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What's Blooming at ZBG

March 2010
During one of the coldest winters we have had in some time,  one is hard pressed to find anything in bloom at this time of year -  BUT  -  EUREKA, something was found and this is a plant that is a winter superstar and worthy for all to consider in your landscapes.  It is GERMANDER (Teucrium fruiticans).

Even after a hard freeze of upper teens and snowfall this winter, this evergreen shrub continues to bloom with lavender blue salvia-like flowers through the winter months (but bloom sporadically during other seasons).  To add to its desirability, it comes in bush and creeping growth forms so can be used as an ornamental shrub or ground cover.  It also comes in a grayish green or a silver-leaved color.

Germander in snow

The small ovate ½ inch leaves are opposite along the branches and provide a nice southwestern garden appearance.  The bush Germander will grow to 4-6’ high and wide and any overly ambitious shoots can be easily trimmed to maintain a compact shape.  Flowers are borne on new growth.  As if these virtues aren’t enough, it is also deer resistant and is drought resistant.  This past summer heat had no ill effect on this plant.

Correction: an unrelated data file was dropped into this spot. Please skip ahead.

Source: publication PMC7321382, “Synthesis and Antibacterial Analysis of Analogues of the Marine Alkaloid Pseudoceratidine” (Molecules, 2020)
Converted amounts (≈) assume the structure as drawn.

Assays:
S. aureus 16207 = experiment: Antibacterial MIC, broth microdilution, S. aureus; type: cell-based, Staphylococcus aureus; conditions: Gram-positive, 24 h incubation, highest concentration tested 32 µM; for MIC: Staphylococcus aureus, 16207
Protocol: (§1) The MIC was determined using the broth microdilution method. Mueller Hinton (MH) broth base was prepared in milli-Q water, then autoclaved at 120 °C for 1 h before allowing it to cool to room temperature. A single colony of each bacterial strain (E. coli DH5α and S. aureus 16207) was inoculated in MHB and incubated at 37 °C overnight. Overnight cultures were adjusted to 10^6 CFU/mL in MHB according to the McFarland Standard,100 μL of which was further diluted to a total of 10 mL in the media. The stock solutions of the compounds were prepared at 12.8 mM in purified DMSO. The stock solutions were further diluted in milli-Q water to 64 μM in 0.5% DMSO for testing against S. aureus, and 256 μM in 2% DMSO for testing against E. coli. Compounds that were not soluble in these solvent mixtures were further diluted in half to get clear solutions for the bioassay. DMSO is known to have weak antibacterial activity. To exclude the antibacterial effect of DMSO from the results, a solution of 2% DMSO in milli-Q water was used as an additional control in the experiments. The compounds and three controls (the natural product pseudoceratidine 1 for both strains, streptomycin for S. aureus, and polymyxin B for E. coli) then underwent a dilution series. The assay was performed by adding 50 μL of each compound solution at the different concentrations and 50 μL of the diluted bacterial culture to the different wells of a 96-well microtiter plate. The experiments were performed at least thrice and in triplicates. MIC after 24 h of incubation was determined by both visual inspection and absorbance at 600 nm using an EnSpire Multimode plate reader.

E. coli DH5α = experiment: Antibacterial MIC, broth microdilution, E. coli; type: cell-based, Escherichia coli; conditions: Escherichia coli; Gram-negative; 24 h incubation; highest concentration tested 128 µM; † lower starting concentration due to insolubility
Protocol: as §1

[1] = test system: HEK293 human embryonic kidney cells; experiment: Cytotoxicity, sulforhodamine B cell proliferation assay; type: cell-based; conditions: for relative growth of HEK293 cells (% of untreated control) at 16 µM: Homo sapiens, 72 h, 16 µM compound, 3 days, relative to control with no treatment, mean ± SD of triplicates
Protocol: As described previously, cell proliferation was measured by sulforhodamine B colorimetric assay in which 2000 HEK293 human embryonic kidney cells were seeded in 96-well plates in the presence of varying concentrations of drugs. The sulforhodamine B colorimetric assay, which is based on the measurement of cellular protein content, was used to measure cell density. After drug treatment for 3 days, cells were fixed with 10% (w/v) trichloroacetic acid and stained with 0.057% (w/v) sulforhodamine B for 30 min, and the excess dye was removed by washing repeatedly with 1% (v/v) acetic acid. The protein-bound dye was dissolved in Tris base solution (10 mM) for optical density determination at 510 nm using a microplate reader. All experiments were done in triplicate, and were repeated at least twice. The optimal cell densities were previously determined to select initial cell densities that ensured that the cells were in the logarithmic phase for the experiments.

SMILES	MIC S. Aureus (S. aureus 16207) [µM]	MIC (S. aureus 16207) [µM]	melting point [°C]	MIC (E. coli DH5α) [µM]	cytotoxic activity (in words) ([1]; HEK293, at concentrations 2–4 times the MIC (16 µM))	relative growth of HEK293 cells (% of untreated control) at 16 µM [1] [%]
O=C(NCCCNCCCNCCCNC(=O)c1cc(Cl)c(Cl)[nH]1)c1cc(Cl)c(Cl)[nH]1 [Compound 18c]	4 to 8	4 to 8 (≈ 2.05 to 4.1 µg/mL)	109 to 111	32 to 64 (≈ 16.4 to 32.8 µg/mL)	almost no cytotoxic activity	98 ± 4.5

Give this plant a try in your landscape or garden.  You will be well pleased!


See what's blooming during other times of the year—

  Batface Cuphea

Grow Green guide

Descriptions of these plants are included in the City of Austin’s Grow Green informative guide, Native and Adapted Landscape Plants: an earthwise guide for Central Texas (4th Edition, 2009).  This publication is available at local nurseries and at the Garden Center at Zilker Botanical Garden.  You can also download the guide at


Matthew shootingFabulous Photos
Matthew Greulich moved to Austin about a year and half ago, from Illinois.  He has been a freelance photographer for about 4 years now, as an apprentice under his father, Eric Greulich, a professional photographer for over 30 years. Thanks for sharing, Matthew! View Matthew's photos-Green Guy

©Zilker Botanical Garden,
Austin Area Garden Council